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Cabbies who retire 'often feel grief and loss'

RETIREMENT often leaves taxi drivers suffering “an emotional shock” and feeling “unwanted”, with too much time on their hands.

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LINETTE LAI on 11 Jan 2014

Publisher: Singapore Press Holdings Ltd

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RETIREMENT often leaves taxi drivers suffering “an emotional shock” and feeling “unwanted”, with too much time on their hands.


These and other findings were made by Dr Chan Mei Leng, a principal occupational therapist at Tan Tock Seng Hospital (TTSH), based on her research involving 38 cabbies.


“Many of them might think they are mentally and physically prepared (for retirement), but when the time comes, they feel grief and loss,” she said.


Her research in 2012 prompted her to host a talk yesterday to help older taxi drivers prepare for retirement.


The talk was attended by 27 taxi drivers over the age of 65. Held at TTSH, it was jointly organised by the hospital and the National Taxi Association.


It is among various initiatives by the National Healthcare Group to engage the community.


“Taxi drivers work longer than other groups, so their worker identity is very strong. Full retirement is something that many of them don’t even consider,” said Dr Chan.


She said the talk was a way to help older cabbies develop a “satisfying lifestyle” after they retire.


The minimum retirement age here is 62, but taxi drivers can work up to 75 as long as they pass certain tests, including tests for driving, cognitive skills and vision.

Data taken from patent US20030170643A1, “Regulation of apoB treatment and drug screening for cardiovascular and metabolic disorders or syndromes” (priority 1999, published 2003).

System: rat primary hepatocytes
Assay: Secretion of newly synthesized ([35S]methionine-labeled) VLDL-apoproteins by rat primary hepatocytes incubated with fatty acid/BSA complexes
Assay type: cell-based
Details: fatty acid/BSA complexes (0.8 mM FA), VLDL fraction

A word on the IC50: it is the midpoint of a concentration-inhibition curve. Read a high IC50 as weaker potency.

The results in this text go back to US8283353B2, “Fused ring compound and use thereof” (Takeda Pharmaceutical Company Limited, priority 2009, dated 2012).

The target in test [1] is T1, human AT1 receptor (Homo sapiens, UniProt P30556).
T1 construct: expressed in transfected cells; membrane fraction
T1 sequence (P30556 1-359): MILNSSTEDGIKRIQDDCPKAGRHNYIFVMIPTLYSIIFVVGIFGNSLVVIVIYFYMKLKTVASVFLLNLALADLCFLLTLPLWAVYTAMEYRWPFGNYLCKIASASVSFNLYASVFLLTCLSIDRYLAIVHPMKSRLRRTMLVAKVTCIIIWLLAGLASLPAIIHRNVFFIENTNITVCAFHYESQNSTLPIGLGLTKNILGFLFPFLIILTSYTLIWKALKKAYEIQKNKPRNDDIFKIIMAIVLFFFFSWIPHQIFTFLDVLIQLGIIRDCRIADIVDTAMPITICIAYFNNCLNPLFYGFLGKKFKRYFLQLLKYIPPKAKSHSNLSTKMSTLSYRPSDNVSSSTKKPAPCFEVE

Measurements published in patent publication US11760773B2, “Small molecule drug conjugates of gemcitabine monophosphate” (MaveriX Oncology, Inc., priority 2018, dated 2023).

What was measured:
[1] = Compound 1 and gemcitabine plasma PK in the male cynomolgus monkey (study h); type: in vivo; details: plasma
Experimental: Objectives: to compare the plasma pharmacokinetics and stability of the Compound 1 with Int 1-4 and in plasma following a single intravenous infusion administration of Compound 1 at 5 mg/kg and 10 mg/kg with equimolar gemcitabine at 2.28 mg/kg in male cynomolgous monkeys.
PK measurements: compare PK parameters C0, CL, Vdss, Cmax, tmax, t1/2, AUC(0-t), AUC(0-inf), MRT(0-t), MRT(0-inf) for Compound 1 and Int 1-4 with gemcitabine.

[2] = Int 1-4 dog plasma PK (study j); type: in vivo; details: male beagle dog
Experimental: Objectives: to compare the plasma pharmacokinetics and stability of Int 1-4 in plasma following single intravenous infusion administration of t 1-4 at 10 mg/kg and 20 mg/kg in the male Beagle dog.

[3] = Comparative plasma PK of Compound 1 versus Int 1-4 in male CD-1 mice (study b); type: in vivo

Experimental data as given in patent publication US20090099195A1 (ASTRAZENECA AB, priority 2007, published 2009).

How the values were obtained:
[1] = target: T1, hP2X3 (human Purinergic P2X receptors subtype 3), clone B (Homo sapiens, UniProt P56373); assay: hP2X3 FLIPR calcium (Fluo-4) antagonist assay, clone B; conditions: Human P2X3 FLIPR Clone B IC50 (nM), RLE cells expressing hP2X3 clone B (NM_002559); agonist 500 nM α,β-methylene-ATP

Dr Chan said TTSH’s occupational therapy department, where the tests are held, sees nearly 1,000 cabbies a year.


At the talk, drivers were asked to fill in a timetable setting out their daily activities, to help them envision what life after retirement would be like.


They were also asked to look at the roles they play in life – for example, as a worker or friend.


Dr Chan said: “We want them to be prepared for emotional change and know how to handle it. If mental health suffers, so does physical health.”


Taxi driver Lim Chee Pheng, 74, who attended the talk, said he plans to retire in August.


“Normally, I’m busy driving everywhere, so I don’t have time to think about retirement,” he said. He works seven days a week, starting at 6am.


He hopes to make a smooth transition to retirement by finding a less demanding job, such as office-cleaning.


“It’s good for your mind when you have something to occupy your time,” he said.


HARD TO LET GO


Taxi drivers work longer than other groups, so their worker identity is very strong. Full retirement is something that many of them don’t even consider.

– Dr Chan Mei Leng, a principal occupational therapist at TTSH, on why older taxi drivers are often daunted by retirement


Source: The Straits Times © Singapore Press Holdings Limited. Reproduced with permission.

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